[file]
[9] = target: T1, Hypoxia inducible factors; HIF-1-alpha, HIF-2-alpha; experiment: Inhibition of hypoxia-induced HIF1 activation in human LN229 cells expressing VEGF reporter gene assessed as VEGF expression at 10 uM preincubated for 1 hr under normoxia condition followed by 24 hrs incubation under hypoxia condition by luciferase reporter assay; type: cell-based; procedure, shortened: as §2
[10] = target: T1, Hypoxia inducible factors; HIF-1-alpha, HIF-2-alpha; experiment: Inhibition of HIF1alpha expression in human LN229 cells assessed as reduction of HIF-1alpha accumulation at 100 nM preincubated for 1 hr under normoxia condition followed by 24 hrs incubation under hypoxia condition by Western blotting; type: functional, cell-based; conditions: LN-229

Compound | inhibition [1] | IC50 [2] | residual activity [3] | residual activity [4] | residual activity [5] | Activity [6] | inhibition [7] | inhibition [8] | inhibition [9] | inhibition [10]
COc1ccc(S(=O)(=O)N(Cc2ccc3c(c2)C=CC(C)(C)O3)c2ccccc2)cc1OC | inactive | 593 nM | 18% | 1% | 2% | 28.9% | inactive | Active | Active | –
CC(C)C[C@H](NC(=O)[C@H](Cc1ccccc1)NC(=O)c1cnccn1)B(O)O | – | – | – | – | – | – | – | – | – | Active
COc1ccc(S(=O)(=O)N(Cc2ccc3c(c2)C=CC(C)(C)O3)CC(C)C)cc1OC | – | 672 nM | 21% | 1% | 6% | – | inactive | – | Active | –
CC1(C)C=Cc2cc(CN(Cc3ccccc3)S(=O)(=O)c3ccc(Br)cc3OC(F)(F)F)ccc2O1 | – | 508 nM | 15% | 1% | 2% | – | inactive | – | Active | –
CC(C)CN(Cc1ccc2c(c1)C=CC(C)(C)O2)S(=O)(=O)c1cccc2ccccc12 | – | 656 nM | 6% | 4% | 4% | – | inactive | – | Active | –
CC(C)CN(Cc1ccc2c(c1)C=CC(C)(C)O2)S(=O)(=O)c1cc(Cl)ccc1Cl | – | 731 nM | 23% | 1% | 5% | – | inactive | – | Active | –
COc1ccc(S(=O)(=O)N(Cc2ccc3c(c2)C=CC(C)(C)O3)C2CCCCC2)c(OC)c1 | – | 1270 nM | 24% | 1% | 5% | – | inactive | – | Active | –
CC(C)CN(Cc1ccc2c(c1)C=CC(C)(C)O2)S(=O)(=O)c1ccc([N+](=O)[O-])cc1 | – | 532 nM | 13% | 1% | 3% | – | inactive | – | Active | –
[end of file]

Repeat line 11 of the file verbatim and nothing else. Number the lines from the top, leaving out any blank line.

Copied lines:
CC(C)CN(Cc1ccc2c(c1)C=CC(C)(C)O2)S(=O)(=O)c1ccc([N+](=O)[O-])cc1 | – | 532 nM | 13% | 1% | 3% | – | inactive | – | Active | –